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Health & Exercise Forum

Protect your skin during winter recreation

Mar 3, 2009

Dr. Paul MackareyMany people in Northeast Pennsylvania enjoy outdoor winter activities, but it’s easy to forget that frigid air, wind, snow and sleet can play havoc on your skin.
It's critical to be aware of the time spent in the cold no matter what age you are and to recognize the importance of making skin protection part of your daily regimen. Dry, red, flaking, itchy and scaly skin can make you crazy and uncomfortable. And dry, cracked skin is an opportunity for a variety of bacterial, fungal and viral infections to enter your body.

Here are 10 winter skin safety tips for outdoor, active lifestyles, offered by health Web site

  • Limit use of soap. Excessive use of soap and water during cold months can strip away the skin's natural oils. Use cleansing creams, gentle skin cleansers or bath lotions with moisturizers instead of harsh soap. After the use of a good skin product, your shin should feel soft and smooth, not tight or dry. Nondetergent, fragrance-free, neutral-pH products are kind to winter skin. Experiment with several mild soaps, such as Cetaphil, Aveeno, Neutrogena, Basis or Dove, until you find the right one for you.
    Dr. Ted Stampien, a Clarks Summit dermatologist, recommends that shower gels should be avoided because they contain alcohol.
  • Soak your skin with moisturizers. One proven method to prevent dry skin even when using regular soap is to moisturize your skin immediately after bathing to trap water in the surface cells; then gently pat dry. For severe dryness, Dr. Stampien recommends that you apply a second coating of moisturizing cream after you pat dry. He notes that creams are more moisturizing than lotions or gels.For extremely dry skin, apply baby oil or almond or vitamin E oil to moist skin. Also, if your skin is so dry that it itches, apply 1 percent hydrocortisone to the area, followed by a thick moisturizing cream. Try thicker creams such as Eucerin and Lubriderm, and use cosmetics with moisturizers.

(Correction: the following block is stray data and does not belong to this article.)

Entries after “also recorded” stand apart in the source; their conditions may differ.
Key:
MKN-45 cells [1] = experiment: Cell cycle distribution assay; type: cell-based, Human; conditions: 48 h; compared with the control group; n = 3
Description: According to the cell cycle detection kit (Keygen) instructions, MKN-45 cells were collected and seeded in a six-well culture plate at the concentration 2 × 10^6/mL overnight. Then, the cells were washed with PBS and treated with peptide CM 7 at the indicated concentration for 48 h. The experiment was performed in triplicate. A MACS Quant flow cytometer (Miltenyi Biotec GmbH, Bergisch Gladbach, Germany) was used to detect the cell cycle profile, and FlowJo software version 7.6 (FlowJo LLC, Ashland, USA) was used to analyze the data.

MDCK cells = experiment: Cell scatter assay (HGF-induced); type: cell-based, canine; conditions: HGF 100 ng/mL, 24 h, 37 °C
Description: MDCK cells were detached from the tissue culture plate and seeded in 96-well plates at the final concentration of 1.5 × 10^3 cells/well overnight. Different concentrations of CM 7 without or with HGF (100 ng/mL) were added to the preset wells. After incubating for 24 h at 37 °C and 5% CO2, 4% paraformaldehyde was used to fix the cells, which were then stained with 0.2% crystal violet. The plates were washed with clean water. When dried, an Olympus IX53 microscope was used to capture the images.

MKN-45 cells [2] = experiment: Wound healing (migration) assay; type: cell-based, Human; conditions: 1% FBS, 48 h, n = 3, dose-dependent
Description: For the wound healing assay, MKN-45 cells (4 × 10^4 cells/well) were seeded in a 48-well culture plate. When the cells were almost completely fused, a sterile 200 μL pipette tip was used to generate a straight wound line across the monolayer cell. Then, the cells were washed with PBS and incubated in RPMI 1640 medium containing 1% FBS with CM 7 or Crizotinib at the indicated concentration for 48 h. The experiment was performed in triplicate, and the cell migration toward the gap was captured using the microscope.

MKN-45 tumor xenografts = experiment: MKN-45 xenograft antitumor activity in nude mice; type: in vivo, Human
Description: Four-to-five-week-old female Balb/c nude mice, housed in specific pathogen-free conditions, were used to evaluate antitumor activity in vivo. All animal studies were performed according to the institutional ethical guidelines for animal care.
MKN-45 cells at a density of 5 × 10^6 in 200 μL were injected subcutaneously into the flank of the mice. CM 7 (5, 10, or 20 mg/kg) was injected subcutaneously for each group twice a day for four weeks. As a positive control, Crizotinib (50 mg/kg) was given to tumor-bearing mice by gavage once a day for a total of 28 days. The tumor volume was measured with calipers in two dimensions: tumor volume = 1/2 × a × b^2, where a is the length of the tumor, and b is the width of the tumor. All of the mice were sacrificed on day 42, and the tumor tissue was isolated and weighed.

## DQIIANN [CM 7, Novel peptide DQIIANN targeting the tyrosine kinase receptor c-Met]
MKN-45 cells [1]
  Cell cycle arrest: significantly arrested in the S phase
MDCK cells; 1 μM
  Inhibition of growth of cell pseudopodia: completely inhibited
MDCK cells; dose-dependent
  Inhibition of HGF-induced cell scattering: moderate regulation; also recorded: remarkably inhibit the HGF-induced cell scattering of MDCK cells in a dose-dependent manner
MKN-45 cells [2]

• Protect your skin from the sun. When the winter sun is reflected off snow and ice, it can be very strong on an unprotected face, especially the cheeks and lips. While SPF 15 is considered adequate protection, dermatologists recommend a minimum of SPF 30 for most people. Choose a sunscreen with ingredients that block both UVB and UVA rays. Dr. Stampien says patients with sensitive skin or eczema typically tolerate sunscreens that contain zinc and titanium oxide, such as Blue Lizard, Solbar and Neutrogena, and that these patients should avoid sprays and gels, which usually contain alcohol that can sting upon application.Ultraviolet-blocking ski goggles or sunglasses with wraparound frames can protect your eyelids and the sensitive skin around your eyes.
  • Do not soak in the tub. The longer you soak in water, the more skin oils you lose. In winter, it's wise to limit baths and showers to 5 minutes and use tepid water. Avoid very hot water. Also, wash your face only once or twice a day in winter. Cool-water wiping without soap is recommended if washing your face more often.
  • Try to avoid a hot, dry house. Keep your house temperature at 68-70 degrees and use a humidifier for 40-50 percent humidity levels in rooms where you spend a lot of time, such as the kitchen, living room and bedroom.
  • Wear skin-friendly fabrics. Natural fibers such as cotton and silk are skin-friendly. But dry-technology products like those made by Nike and Under Armour wick sweat away and prevent chafing.
  • Proper diet can protect your skin. As with all matters of health and wellness, a diet rich in vegetables, fruits, grains, seeds and nuts is essential. Additionally, certain foods such as avocados offer niacin, an inflammation-reducing agent that can improve complexion. Yellow and orange produce, such as carrots, cantaloupes and apricots, are also recommended.Keep in mind that alcohol and caffeine are diuretics that can cause the body and skin to lose fluid and nutrients. Stay hydrated.
  • Live healthy. Smoking causes vasoconstriction of the blood vessels, which limits blood flow of oxygen and nutrients to the skin and other tissues. Daily exercise to improve circulation and adequate sleep to replenish and recharge your body also contribute to health.
  • Avoid dry feet. Low humidity and cold temperatures can lead to skin breakdown and cause dry, scaly and uncomfortable feet. Coat your feet generously with lotion and sleep with cotton socks to maintain moisture. Remember, dry and cracked skin can invite bacterial, fungal and viral infections.
  • See a dermatologist. Skin conditions can be a symptom of a much more serious underlying medical problem. If problems persist, seek medical attention.

CONTRIBUTORS: Ted Stampien, M.D., is a dermatologist in Clarks Summit; Joanne Zenker, M.D., is a dermatologist at Lackawanna Valley Dermatology Associates in downtown Scranton.